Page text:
On the firewalls, use features like “concurrent connection limit,” and reduce session timeouts for connections without any data packets. On the DDoS policy, allow a limited number of connections to be established concurrently from a given source IP address. Also, reduce session timeouts to free up the connection tables on the firewall.
Finally, Radware offers a couple of patented defense mechanisms which can help with SSL floods – both on-premise and in the cloud: DefenseSSL identifies suspicious traffic using behavioral analysis and then activates the in-the-box SSL module for decryption. Via a set of challenge response mechanisms, applied only to the suspicious traffic, the attack is identified and mitigated. If the client passes all the challenges, subsequent HTTPS requests are allowed to reach the protected server directly, thus creating a new TLS/SSL session between the client and the protected SSL server.
This unique deployment model enables a solution which introduces zero latency in peace time and minimal latency under attack – only on the first HTTPS session per each client. For scenarios where it is not possible to use a certificate for decryption, behavioral SSL protection can be used. This can protect against SSL floods without decrypting the SSL connection.
The second SSL attack was an SSL renegotiation flood. An SSL/TLS renegotiation attack takes advantage of the processing power needed to negotiate a secure TLS connection on the server side. It sends spurious data to the server or constantly asks to renegotiate the TLS connection, thus exhausting the server’s resources beyond its limits.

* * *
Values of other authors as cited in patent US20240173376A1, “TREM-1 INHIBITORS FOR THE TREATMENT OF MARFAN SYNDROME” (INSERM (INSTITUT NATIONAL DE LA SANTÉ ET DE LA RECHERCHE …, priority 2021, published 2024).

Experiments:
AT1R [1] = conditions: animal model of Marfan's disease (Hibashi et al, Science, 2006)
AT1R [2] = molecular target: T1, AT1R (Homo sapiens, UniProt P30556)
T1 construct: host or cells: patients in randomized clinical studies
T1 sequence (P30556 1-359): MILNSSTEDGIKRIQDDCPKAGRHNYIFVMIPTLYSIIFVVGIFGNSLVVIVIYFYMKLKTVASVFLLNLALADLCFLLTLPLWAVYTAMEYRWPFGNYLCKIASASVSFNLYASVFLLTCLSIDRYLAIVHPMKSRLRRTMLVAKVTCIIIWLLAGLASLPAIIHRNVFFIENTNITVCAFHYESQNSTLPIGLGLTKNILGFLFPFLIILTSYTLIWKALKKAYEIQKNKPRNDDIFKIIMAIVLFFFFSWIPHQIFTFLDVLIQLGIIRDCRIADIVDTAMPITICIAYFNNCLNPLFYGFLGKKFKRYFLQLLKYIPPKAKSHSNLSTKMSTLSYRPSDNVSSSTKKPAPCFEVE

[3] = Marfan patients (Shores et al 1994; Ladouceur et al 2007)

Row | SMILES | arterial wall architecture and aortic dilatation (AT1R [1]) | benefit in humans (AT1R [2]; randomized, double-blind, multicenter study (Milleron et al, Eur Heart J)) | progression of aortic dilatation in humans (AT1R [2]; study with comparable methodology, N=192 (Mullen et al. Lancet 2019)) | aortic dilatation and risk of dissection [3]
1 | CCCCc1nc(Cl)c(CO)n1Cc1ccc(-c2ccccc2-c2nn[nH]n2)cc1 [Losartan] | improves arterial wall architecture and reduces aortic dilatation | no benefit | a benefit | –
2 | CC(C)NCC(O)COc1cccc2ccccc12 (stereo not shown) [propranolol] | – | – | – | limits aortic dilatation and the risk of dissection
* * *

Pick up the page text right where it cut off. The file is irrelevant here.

To protect against this attack, disable SSL re-negotiation on the server. Weak Cipher Suites should be disabled as well. Another option is to use SSL offloading using high capacity external load balancers to relieve your firewall or VPN concentrator. Radware can protect against this type of attack in both on-premise and cloud based deployments.
VPNs are susceptible to UDP floods.
Two of the attack scenarios included UDP floods. One was a randomized UDP flood and the second was an IKE flood. IKE is used for IPSec VPNs for authentication and encryption.
Because the UDP port numbers are randomized, use a behavior-based DDoS defense mechanism – e.g. Radware’s BDoS – which is capable of detecting UDP floods using real time signature generation.
Monitoring and alerting are mandatory.
Mitigation of many of the attacks conducted needed real-time visibility and tuning of parameters on the DDoS policy as well as on the network firewalls and VPN concentrators. To tune the thresholds accurately, it is imperative to have a thorough understanding of your normal VPN traffic, both the volume (in Mbps or Gbps) as well as the normal number of connections that are expected. Monitoring connections on different devices can be easier with a SIEM. Also, real-time measures like reducing session timeouts and rate limiting work best if you know the normal baselines.
While the above lessons were from a controlled DDoS test, many of the attack vectors used in the test are like what one can expect from malicious entities. As you scramble to get your VPNs up to capacity to support the increase in remote workers, please don’t forget to prepare for DDoS protection as well.
Stay safe and healthy – I hope you come out stronger on the other side of the tunnel.